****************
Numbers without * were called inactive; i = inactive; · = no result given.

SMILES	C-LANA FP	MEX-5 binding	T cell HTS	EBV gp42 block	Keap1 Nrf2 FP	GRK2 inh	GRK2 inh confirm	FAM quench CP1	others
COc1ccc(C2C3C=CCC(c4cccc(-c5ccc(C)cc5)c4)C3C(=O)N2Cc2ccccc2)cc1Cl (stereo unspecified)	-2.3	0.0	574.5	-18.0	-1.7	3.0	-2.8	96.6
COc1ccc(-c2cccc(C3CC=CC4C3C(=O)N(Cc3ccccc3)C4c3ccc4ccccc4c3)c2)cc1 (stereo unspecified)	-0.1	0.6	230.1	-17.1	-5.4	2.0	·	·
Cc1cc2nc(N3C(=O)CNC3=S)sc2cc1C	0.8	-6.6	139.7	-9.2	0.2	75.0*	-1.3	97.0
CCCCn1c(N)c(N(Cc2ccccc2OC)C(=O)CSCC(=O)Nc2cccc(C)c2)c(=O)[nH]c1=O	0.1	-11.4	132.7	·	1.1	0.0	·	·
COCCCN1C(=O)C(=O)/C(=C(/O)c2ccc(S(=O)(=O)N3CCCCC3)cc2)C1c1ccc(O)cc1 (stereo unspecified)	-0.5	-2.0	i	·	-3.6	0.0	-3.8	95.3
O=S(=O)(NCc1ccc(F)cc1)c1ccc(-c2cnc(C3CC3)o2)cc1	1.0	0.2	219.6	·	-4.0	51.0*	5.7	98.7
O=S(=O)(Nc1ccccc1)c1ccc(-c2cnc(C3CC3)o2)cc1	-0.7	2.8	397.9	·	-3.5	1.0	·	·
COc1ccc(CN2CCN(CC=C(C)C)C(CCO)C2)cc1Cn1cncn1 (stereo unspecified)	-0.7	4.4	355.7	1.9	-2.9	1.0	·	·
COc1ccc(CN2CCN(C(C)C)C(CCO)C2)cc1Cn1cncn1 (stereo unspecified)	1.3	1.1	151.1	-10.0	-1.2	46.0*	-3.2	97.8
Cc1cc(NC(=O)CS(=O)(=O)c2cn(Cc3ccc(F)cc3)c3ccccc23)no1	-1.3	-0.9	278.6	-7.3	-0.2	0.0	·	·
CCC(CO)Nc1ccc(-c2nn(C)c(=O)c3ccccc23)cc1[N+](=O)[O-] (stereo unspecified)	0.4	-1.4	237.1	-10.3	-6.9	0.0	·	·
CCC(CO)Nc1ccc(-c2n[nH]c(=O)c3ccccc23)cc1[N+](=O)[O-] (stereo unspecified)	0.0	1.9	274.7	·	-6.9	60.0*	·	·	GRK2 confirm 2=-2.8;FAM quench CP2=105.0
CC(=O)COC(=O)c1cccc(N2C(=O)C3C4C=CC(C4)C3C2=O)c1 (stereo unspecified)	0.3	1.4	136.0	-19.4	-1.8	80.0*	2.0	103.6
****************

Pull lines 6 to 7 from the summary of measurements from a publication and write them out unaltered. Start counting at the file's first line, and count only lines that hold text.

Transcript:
CCCCn1c(N)c(N(Cc2ccccc2OC)C(=O)CSCC(=O)Nc2cccc(C)c2)c(=O)[nH]c1=O	0.1	-11.4	132.7	·	1.1	0.0	·	·
COCCCN1C(=O)C(=O)/C(=C(/O)c2ccc(S(=O)(=O)N3CCCCC3)cc2)C1c1ccc(O)cc1 (stereo unspecified)	-0.5	-2.0	i	·	-3.6	0.0	-3.8	95.3